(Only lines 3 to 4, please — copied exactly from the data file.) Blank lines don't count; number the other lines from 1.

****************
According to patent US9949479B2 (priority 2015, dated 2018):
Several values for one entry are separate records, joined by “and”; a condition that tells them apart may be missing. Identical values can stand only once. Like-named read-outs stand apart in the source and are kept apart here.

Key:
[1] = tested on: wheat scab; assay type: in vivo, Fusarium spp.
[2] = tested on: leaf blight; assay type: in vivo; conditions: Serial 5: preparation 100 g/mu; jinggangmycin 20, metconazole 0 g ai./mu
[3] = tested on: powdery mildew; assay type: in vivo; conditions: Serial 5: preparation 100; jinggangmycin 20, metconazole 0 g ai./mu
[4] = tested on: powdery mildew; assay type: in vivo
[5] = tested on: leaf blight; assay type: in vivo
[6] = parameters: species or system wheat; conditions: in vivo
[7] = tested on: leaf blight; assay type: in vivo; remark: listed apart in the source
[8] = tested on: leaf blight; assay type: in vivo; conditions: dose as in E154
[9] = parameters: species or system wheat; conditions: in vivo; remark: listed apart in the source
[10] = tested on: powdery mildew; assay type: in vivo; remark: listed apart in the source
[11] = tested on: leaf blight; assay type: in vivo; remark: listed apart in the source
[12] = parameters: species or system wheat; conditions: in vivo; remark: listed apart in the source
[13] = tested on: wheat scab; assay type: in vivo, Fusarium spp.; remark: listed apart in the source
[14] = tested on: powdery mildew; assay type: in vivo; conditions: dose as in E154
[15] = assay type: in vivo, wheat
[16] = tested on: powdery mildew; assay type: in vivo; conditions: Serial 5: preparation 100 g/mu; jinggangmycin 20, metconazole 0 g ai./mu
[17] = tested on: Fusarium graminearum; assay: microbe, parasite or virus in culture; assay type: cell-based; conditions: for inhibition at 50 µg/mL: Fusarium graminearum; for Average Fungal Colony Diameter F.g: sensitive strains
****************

Key:
[1] = tested on: wheat scab; assay type: in vivo, Fusarium spp.